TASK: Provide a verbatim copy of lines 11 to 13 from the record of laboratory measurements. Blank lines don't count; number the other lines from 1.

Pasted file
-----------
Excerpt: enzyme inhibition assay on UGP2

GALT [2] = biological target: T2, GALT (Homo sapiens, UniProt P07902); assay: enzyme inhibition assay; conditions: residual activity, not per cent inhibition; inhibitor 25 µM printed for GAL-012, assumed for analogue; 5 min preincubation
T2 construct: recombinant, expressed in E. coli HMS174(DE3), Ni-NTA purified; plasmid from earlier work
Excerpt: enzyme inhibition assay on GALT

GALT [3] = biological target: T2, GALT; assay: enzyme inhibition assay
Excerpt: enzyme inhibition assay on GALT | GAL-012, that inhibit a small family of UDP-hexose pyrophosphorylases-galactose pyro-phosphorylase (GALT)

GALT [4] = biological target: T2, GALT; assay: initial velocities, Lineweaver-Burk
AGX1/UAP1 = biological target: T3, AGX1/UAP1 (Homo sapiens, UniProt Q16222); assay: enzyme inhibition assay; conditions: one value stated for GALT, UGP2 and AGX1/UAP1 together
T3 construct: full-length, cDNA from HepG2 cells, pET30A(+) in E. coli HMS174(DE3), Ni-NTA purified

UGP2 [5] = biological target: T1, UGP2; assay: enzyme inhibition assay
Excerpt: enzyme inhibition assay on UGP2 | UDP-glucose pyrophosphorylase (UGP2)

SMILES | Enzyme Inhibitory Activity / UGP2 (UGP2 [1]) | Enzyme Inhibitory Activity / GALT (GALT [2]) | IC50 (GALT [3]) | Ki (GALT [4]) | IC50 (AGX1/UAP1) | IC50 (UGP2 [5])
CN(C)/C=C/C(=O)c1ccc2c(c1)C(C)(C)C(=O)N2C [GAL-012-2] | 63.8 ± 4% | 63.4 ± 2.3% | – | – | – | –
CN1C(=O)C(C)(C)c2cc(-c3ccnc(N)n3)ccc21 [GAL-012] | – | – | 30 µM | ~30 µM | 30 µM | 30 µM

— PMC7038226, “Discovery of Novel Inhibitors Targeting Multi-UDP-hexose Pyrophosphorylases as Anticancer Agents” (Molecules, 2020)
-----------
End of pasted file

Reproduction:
Excerpt: enzyme inhibition assay on UGP2 | UDP-glucose pyrophosphorylase (UGP2)

SMILES | Enzyme Inhibitory Activity / UGP2 (UGP2 [1]) | Enzyme Inhibitory Activity / GALT (GALT [2]) | IC50 (GALT [3]) | Ki (GALT [4]) | IC50 (AGX1/UAP1) | IC50 (UGP2 [5])
CN(C)/C=C/C(=O)c1ccc2c(c1)C(C)(C)C(=O)N2C [GAL-012-2] | 63.8 ± 4% | 63.4 ± 2.3% | – | – | – | –